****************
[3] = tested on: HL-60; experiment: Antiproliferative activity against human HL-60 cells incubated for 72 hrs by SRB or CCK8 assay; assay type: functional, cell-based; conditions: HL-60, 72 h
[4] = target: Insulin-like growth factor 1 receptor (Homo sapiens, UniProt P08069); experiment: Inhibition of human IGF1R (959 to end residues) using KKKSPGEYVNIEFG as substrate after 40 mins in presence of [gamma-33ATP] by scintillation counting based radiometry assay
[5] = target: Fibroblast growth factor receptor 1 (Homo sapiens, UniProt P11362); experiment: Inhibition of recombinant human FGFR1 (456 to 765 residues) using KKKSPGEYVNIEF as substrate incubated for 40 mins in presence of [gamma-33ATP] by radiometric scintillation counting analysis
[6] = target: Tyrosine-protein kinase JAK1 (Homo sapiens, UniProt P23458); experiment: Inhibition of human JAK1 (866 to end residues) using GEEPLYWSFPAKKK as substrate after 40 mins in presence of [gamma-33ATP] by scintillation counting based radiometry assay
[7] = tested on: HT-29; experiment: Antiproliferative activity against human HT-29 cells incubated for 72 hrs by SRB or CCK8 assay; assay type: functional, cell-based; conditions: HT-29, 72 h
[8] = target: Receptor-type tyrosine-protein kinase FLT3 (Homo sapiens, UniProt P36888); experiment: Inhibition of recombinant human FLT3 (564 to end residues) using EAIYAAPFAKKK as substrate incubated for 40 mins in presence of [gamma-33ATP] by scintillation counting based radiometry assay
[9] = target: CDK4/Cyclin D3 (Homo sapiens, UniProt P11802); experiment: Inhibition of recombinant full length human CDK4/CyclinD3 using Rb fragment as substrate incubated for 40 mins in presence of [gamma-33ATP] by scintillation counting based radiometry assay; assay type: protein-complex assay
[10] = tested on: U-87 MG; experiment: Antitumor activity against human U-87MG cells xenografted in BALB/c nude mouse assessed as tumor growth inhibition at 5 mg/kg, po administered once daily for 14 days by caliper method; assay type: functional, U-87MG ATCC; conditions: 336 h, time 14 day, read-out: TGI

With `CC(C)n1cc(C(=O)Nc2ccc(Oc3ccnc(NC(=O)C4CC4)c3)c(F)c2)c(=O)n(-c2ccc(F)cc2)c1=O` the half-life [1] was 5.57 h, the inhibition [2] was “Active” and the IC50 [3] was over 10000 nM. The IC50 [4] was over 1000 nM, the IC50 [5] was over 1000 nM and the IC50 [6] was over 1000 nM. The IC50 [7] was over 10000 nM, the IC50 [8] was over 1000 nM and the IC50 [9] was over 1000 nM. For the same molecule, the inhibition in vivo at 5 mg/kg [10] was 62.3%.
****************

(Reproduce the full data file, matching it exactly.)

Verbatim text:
[3] = tested on: HL-60; experiment: Antiproliferative activity against human HL-60 cells incubated for 72 hrs by SRB or CCK8 assay; assay type: functional, cell-based; conditions: HL-60, 72 h
[4] = target: Insulin-like growth factor 1 receptor (Homo sapiens, UniProt P08069); experiment: Inhibition of human IGF1R (959 to end residues) using KKKSPGEYVNIEFG as substrate after 40 mins in presence of [gamma-33ATP] by scintillation counting based radiometry assay
[5] = target: Fibroblast growth factor receptor 1 (Homo sapiens, UniProt P11362); experiment: Inhibition of recombinant human FGFR1 (456 to 765 residues) using KKKSPGEYVNIEF as substrate incubated for 40 mins in presence of [gamma-33ATP] by radiometric scintillation counting analysis
[6] = target: Tyrosine-protein kinase JAK1 (Homo sapiens, UniProt P23458); experiment: Inhibition of human JAK1 (866 to end residues) using GEEPLYWSFPAKKK as substrate after 40 mins in presence of [gamma-33ATP] by scintillation counting based radiometry assay
[7] = tested on: HT-29; experiment: Antiproliferative activity against human HT-29 cells incubated for 72 hrs by SRB or CCK8 assay; assay type: functional, cell-based; conditions: HT-29, 72 h
[8] = target: Receptor-type tyrosine-protein kinase FLT3 (Homo sapiens, UniProt P36888); experiment: Inhibition of recombinant human FLT3 (564 to end residues) using EAIYAAPFAKKK as substrate incubated for 40 mins in presence of [gamma-33ATP] by scintillation counting based radiometry assay
[9] = target: CDK4/Cyclin D3 (Homo sapiens, UniProt P11802); experiment: Inhibition of recombinant full length human CDK4/CyclinD3 using Rb fragment as substrate incubated for 40 mins in presence of [gamma-33ATP] by scintillation counting based radiometry assay; assay type: protein-complex assay
[10] = tested on: U-87 MG; experiment: Antitumor activity against human U-87MG cells xenografted in BALB/c nude mouse assessed as tumor growth inhibition at 5 mg/kg, po administered once daily for 14 days by caliper method; assay type: functional, U-87MG ATCC; conditions: 336 h, time 14 day, read-out: TGI

With `CC(C)n1cc(C(=O)Nc2ccc(Oc3ccnc(NC(=O)C4CC4)c3)c(F)c2)c(=O)n(-c2ccc(F)cc2)c1=O` the half-life [1] was 5.57 h, the inhibition [2] was “Active” and the IC50 [3] was over 10000 nM. The IC50 [4] was over 1000 nM, the IC50 [5] was over 1000 nM and the IC50 [6] was over 1000 nM. The IC50 [7] was over 10000 nM, the IC50 [8] was over 1000 nM and the IC50 [9] was over 1000 nM. For the same molecule, the inhibition in vivo at 5 mg/kg [10] was 62.3%.